15Number of producers who adopted Extension-recommended best management practices and production changes related to nutrition, ration balancing, mineral supplement, breeding, and reproduction
* Note: Values may include numbers from multi-county efforts.

Our community development programs build strong and thriving communities.

Value* Outcome Description
193Number of participants who improved knowledge of local food and agricultural systems
63Number of participants who developed new jobs skills
77Number of adult participants acquiring the skills needed to serve as a volunteer
61Number of participants who increased their awareness, knowledge or skill in business related topics (e.g., management, product development, marketing, business structure options, business law and/or liability)
47Number of participants acquiring knowledge and skills to convene and lead inclusive groups
* Note: Values may include numbers from multi-county efforts.
Value* Impact Description
9Number of local food value chain businesses created due to Extension’s programming or technical assistance
34108Dollar value of in-kind resources contributed by organizations or community
11000Value of grants received by organizations, communities, or Extension where Extension was instrumental in initiating, facilitating, or providing technical assistant in the development of the grants to support community or economic development work
4Number of (eg., community and economic development, land use, disaster, etc.) new, revised or adopted plans that have begun to be implemented in communities, organizations, local governments, or businesses
* Note: Values may include numbers from multi-county efforts.

Our 4-H youth development programs grow the skills young people need to succeed in life and career.

Value* Outcome Description
20Number of teachers trained in 4-H STEM (Science, Technology, Engineering, Math) curriculum
835Number of youth (students) increasing knowledge in STEM (Science, Technology, Engineering, Math)
419Total number of female participants in STEM program
21Number of high school age youth (students) participating as members of 4-H clubs
671Number of youth increasing knowledge of life skills
298Number of children/youth who improved knowledge of local food and agricultural systems.
12Number of youth increasing/improving knowledge, attitudes, skills, and/or aspirations regarding leadership
15Number of youth demonstrating increased knowledge of natural resources and environmental issues
* Note: Values may include numbers from multi-county efforts.
Value* Impact Description
20Number of teachers using 4-H STEM (Science, Technology, Engineering, Math) curriculum in their classrooms
64Number of youth (students) gaining career / employability skills
23Number of youth (students) gaining entrepreneurship skills
349Number of youth using effective life skills
17Number of youth increasing their physical activity
3Number of youth volunteers serving in new or expanded roles within Extension
3Number of youth assuming new/expanded leadership roles in the community
42Number of youth increasing their fruit and vegetable consumption
* Note: Values may include numbers from multi-county efforts.

Our food safety and nutrition programs create a safer and more sustainable food supply and improve the health and nutrition of individuals, families, and our communities.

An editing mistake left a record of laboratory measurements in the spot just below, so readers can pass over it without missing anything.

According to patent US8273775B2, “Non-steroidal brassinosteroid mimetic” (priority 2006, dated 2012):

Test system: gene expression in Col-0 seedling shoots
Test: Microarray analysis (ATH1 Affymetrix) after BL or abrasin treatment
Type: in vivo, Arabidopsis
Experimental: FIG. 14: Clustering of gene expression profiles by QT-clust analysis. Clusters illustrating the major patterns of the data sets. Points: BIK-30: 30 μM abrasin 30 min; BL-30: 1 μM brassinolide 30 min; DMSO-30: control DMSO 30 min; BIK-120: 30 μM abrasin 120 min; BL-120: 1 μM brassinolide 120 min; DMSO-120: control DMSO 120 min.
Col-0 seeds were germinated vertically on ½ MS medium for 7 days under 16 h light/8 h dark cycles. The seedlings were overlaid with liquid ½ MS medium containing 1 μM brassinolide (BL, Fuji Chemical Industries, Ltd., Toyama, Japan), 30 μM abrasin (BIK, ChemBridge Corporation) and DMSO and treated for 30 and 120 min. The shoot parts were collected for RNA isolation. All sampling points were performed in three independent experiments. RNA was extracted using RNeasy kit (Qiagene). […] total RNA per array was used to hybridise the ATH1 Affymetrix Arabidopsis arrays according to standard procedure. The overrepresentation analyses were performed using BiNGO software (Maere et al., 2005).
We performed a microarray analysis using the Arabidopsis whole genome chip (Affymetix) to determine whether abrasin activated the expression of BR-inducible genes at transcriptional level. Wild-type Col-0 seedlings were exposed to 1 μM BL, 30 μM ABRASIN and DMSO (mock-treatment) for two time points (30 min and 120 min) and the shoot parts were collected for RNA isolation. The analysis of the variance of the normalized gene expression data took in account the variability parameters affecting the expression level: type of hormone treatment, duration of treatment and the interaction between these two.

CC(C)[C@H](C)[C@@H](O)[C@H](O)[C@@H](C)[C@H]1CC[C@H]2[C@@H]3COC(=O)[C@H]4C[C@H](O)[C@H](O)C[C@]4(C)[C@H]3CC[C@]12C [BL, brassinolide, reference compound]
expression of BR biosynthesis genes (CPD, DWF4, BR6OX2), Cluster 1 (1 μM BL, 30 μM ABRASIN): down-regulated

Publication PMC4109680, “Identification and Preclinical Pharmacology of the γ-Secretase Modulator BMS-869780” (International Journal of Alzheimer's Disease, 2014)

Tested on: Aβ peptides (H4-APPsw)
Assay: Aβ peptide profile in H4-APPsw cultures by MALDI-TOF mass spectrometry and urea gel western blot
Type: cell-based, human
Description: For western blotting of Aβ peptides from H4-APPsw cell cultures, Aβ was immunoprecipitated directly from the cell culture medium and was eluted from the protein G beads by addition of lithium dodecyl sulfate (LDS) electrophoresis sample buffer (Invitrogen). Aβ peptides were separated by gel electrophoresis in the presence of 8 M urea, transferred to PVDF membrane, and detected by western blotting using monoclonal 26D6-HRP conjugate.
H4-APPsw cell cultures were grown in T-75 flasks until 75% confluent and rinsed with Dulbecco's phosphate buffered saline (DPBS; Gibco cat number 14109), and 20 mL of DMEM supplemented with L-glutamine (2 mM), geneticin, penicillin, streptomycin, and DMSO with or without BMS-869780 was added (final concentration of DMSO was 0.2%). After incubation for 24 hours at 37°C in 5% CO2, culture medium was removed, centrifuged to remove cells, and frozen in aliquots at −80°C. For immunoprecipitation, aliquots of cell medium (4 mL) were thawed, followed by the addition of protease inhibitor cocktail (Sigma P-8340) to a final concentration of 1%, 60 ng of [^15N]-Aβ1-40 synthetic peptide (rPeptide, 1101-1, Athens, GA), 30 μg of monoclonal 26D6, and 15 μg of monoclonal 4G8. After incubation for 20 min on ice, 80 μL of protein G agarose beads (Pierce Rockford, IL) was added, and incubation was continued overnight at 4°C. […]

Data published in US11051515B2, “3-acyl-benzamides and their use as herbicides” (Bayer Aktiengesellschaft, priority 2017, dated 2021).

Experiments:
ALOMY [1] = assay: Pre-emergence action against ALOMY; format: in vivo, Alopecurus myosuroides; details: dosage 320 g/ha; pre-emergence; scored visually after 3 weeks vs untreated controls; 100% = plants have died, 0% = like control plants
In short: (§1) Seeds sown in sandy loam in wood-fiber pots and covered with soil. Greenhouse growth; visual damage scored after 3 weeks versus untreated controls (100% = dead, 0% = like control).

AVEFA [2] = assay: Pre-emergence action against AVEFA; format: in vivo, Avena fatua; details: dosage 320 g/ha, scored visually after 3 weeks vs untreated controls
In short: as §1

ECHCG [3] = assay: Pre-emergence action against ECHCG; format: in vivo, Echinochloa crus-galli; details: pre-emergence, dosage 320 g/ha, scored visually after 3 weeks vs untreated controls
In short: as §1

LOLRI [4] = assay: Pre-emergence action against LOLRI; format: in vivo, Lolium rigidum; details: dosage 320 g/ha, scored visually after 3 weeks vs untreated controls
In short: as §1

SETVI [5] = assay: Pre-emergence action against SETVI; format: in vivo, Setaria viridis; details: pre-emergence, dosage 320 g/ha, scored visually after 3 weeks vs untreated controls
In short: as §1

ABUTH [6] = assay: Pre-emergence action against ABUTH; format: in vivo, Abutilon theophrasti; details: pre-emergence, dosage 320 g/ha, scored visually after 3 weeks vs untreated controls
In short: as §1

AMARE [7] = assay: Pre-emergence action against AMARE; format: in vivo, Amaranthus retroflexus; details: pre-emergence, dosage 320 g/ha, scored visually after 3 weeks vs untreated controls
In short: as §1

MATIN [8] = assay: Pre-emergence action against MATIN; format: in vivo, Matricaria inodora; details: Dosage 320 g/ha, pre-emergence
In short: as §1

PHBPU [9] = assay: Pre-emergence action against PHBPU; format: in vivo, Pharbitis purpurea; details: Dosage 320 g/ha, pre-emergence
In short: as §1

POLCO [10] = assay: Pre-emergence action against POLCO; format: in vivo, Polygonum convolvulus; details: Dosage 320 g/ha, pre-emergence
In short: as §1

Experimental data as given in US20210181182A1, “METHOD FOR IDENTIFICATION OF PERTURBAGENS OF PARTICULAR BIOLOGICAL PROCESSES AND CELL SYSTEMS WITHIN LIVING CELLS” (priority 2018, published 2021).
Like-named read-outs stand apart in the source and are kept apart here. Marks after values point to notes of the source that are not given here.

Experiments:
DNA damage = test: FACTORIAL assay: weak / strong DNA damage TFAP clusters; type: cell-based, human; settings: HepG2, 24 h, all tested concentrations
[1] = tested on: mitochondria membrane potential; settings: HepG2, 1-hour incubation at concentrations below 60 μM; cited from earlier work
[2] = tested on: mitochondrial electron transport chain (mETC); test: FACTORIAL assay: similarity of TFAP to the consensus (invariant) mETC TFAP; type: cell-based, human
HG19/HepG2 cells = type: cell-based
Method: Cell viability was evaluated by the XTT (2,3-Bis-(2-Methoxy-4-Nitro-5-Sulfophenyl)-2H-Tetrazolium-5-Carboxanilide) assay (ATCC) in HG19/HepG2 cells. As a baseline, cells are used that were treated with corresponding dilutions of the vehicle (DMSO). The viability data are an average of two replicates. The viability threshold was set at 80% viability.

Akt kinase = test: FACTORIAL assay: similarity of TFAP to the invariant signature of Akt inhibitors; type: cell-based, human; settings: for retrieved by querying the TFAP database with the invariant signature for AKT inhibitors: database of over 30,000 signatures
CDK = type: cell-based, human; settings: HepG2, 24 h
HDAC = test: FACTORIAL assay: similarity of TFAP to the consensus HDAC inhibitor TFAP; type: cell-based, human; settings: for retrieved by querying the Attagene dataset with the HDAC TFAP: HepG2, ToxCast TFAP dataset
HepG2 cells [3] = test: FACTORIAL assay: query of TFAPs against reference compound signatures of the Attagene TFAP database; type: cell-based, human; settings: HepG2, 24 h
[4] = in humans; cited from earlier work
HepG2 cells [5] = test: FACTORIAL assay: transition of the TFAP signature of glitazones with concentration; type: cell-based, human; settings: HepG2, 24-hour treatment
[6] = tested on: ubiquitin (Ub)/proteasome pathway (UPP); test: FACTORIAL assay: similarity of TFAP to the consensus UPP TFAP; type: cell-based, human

Value* Outcome Description
32Number of participants who increase their knowledge of safe home food handling, preservation, or preparation practices
16Number of participants who increase their knowledge of Good Farmers Market Practices
55Number of food handlers who increase their knowledge and skills in safe food handling practices
27Number of individuals who learn how to prepare local foods, including through use of home food preservation techniques.
* Note: Values may include numbers from multi-county efforts.
Value* Impact Description
20Number of new and existing access points for consumers that expand or improve their offering of local fruits and vegetables. Access points include farmers markets, retail stores, school food programs, community gardens, institutions other than schools (e.g. hospitals, universities, etc.), and other systems/access points not noted (e.g. restaurants, etc.).
1Number of participants developing food safety plans
43Number of adults increasing their fruit and vegetables consumption
34Number of participants increasing their physical activity
42Number of participants who consume less sodium in their diet
* Note: Values may include numbers from multi-county efforts.

IV. Other Objectives

2015 County Plan of Work

V. Number of Contacts Made by Extension

Type of ContactNumber
Face-to-face* 9,287
Non face-to-face** 130,279
Total by Extension staff in 2019 139,566
* Face-to-face contacts include contacts that Extension personnel make directly with individuals through one-on-one visits, meetings, and other activities where staff members work directly with individuals.
** Non face-to-face contacts include contacts that Extension personnel make indirectly with individuals by telephone, email, newsletters, news articles, radio, television, and other means.

VI. Designated Grants Received by Extension

Type of GrantAmount
Contracts/Grants $10,800.00
Gifts/Donations $6,485.00
In-Kind Grants/Donations $8,560.00
United Way/Foundations $6,500.00
User Fees $10,051.00
Total $42,396.00

VII. Volunteer Involvement in Extension Programs

Number of Volunteers* Number of Volunteer Hours Known client contacts by volunteers Dollar Value at 25.43
4-H 94 571 1180 $ 14,521.00
Advisory Leadership System 26 78 1012 $ 1,984.00
Extension Community Association 148 558 1159 $ 14,190.00
Extension Master Gardener 549 6099 8380 $ 155,098.00
Extension Master Food Volunteers 2 9 80 $ 229.00
Other: Community, Family & Individual Development 102 870 818 $ 22,124.00
Total: 921 8185 12629 $ 208,145.00
* The number of volunteers reflects the overall number of volunteers for multiple events.

VIII. Membership of Advisory Leadership System

Advisory Council
Mamie Legrand
Mike Rowland
Brian Numerick
Neil Godfrey
Seth Holt
Mary Ruth Whitaker
Matthew Garner
Master Gardener Advisory Committee
Amy Rozycki
Ira Rozycki
David Chestnut